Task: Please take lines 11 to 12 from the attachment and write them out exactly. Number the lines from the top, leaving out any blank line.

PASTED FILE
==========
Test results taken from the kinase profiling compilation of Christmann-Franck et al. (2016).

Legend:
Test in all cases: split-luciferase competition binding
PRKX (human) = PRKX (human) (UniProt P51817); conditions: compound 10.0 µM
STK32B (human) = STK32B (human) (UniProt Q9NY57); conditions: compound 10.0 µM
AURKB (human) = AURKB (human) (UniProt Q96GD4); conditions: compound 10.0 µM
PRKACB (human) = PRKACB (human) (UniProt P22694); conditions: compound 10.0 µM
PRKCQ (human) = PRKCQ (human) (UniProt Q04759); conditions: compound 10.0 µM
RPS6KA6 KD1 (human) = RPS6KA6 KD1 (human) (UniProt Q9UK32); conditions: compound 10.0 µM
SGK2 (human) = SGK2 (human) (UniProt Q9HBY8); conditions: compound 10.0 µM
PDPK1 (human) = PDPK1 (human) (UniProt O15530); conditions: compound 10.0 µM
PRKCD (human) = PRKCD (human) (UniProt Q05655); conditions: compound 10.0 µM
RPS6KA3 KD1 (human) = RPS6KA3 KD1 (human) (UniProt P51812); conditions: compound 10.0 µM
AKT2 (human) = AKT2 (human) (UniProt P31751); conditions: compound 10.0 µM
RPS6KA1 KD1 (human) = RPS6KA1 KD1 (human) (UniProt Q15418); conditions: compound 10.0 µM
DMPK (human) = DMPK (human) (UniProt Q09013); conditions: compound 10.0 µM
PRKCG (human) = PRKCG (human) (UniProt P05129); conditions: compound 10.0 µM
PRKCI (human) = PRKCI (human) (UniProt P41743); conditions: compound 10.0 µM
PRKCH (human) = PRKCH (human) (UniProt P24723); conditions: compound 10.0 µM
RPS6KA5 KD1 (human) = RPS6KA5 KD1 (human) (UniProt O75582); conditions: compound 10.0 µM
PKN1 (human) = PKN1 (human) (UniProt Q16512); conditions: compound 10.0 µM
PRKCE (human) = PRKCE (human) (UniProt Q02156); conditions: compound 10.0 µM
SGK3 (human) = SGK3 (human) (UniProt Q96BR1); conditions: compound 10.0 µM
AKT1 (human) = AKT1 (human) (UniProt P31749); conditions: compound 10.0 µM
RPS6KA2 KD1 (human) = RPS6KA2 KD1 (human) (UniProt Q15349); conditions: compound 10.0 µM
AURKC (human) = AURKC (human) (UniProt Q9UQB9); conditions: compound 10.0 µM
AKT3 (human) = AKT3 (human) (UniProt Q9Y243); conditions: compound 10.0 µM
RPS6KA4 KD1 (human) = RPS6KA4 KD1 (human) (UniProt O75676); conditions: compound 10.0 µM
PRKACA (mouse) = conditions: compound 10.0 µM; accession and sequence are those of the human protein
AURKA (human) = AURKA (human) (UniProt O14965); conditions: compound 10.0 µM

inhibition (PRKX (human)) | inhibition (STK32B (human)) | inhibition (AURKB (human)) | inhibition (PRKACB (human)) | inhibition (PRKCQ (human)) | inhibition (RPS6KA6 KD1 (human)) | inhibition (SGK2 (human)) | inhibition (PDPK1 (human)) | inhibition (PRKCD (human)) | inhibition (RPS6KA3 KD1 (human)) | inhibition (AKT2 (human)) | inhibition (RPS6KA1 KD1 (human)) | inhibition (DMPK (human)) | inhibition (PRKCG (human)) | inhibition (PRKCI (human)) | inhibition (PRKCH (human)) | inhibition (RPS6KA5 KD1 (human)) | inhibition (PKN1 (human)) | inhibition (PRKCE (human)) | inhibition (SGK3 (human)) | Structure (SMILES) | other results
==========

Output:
PDPK1 (human) = PDPK1 (human) (UniProt O15530); conditions: compound 10.0 µM
PRKCD (human) = PRKCD (human) (UniProt Q05655); conditions: compound 10.0 µM